Ed Miliband asks Lib Dems to help draw up Labour policy

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Ed Miliband appealed to Liberal Democrats to work with the Labour party

Labour leader Ed Miliband has offered Liberal Democrats the chance to take part in Labour's policy review.

He said many Lib Dems were "ashamed" by the direction of the coalition.

Echoing Tony Blair's quote after 9/11, Mr Miliband said the "kaleidoscope" of British politics had been shaken, but the pieces had not yet settled.

Lib Dem Tim Farron said Labour spent years "sucking up to Rupert Murdoch and George Bush - why would any progressive even give them a second glance?"

Mr Farron, the party's president-elect, added: "Liberal Democrats have started fixing Labour's economic mess, taking millions of people out of income tax and reforming British politics.

"Continuing that work is something far more attractive to Liberal Democrats than helping Ed Miliband's increasingly desperate attempts to work out what he actually stands for."

Addressing journalists at his first monthly media conference as Leader of the Opposition he said it was clear that when David Cameron made his "big, open and comprehensive" offer to Lib Dem leader Nick Clegg to form the coalition, his "real purpose was to use them to justify an economic agenda" of the right.

Mr Miliband said he wanted to "maximise" Labour's vote in the elections next year but added: "What I also recognise is to coin a phrase, the kaleidoscope of British politics has been shaken and I don't think the pieces have properly settled."

He said he believed there was a split in the Liberal Democrats between the "orange book" followers on the right and those on the left and centre of the party.

'Shifting gravity'

He said he had asked Liam Byrne, who is heading up Labour's policy review, to work with Richard Grayson - a former policy chief for the Lib Dems - to "draw up areas where our policy reviews can be informed by submissions and ideas of Liberal Democrats who want to contribute".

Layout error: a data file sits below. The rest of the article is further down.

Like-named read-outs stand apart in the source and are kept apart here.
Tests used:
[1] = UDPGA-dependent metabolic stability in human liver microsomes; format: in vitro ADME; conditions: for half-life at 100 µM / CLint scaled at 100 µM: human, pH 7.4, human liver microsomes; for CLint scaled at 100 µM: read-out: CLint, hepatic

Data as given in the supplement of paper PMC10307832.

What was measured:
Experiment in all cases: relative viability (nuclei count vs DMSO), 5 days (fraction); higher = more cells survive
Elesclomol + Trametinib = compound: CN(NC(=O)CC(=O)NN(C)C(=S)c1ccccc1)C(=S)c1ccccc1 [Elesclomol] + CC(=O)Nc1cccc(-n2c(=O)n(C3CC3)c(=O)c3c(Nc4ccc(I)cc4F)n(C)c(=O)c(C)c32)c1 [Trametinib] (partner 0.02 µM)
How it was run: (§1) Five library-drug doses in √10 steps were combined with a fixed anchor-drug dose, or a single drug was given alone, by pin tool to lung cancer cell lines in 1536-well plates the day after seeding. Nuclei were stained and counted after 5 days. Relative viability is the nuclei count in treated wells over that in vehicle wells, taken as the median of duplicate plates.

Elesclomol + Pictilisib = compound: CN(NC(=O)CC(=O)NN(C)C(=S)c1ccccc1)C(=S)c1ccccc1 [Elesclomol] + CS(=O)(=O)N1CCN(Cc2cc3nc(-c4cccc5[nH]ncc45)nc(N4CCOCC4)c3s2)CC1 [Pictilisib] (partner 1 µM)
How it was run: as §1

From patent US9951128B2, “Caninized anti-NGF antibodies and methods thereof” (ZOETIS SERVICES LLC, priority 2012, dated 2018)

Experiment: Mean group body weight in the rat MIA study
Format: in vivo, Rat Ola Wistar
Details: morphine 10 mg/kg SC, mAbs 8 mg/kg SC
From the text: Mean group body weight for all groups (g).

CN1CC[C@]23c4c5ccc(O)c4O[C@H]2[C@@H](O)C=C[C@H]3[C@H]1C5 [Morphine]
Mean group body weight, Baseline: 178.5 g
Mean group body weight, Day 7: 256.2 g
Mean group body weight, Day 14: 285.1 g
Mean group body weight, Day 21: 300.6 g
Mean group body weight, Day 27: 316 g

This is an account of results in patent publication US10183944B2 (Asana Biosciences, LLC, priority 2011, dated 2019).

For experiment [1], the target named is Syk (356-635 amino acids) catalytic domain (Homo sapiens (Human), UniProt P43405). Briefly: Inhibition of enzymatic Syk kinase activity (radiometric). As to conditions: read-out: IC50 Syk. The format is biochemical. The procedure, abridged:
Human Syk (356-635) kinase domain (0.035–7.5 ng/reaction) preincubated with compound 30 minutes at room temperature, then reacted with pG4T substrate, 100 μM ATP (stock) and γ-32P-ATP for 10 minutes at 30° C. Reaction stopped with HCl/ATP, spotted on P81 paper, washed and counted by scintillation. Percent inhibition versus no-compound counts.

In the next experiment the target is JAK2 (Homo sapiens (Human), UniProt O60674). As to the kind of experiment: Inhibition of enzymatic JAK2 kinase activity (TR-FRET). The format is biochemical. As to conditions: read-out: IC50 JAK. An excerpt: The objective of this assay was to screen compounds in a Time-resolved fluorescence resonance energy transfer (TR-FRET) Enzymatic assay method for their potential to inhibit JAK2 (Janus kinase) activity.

"To Liberal Democrats who fear their deal with the Tories is shifting the gravity of British politics to the right, I invite them to work with us against the direction in which this government is taking Britain."

He highlighted "areas of common interest" - social mobility, the economy and "the way we do our politics".

He raised the issue of education maintenance allowance - aimed at encouraging poorer pupils to stay in education - which he described as a ladder "being kicked away by this government".

Ministers say the scheme, worth up to £30 a week, is inefficient.

On the economy he said the coalition was "sacrificing everything on the altar of deficit reduction". And he said despite claims to a "new politics" - David Cameron and Nick Clegg were guilty of some of the worst examples of the "old politics" - having broken promises on child benefit, knife crime and tuition fees.

"There are many people in that party who are deeply frustrated and even ashamed at the way their progressive tradition has been hijacked by the coalition," he said.

During the Labour leadership campaign, Mr Miliband reportedly said he had "a plan to make the Lib Dems an endangered species, and then extinct". Asked whether Lib Dems should be suspicious of his offer he said he made those comments when "in a meeting in Scotland talking about a specific fight with the Liberal Democrats in the local elections".

Door open for brother

He was also asked about comments he had made that he would only work with the Lib Dems in a hung parliament if Nick Clegg stood down as leader. He said the Liberal Democrats had "to take care of themselves", but he would find it "very difficult" to work with Mr Clegg.

Asked if he would consider an electoral pact - where Labour would not challenge the Lib Dems in some seats - he said: "That's slightly getting ahead of ourselves, my aim for the next election is... I would like a majority Labour government. But in the meantime I think for us to talk to people outside our party is a good thing."

Mr Miliband narrowly beat his older brother David to the party leadership - David Miliband told his local paper, the Journal, on Monday he had "no plans to return to front line politics - at the moment, that is".

But he added: "I've got to admit I wish the leadership campaign had gone differently but who knows what will happen in the future?"

Ed Miliband said he would "very much welcome him returning" and his "door was always open" - adding he would look at the interview to see "exactly what he said".

On Sunday Lib Dem deputy leader Simon Hughes said: "My plea to people in the party and outside - who might be concerned at the moment as to where we are going - is 'stay with us' because progressives are needed more now than ever in history of the party."

And former Conservative Prime Minister Sir John Major said suggestions Labour would "reach out" to unhappy Lib Dems - made his "blood boil". He said the Conservatives and Lib Dems had come together in the national interest and said this was not a time "to be playing party games".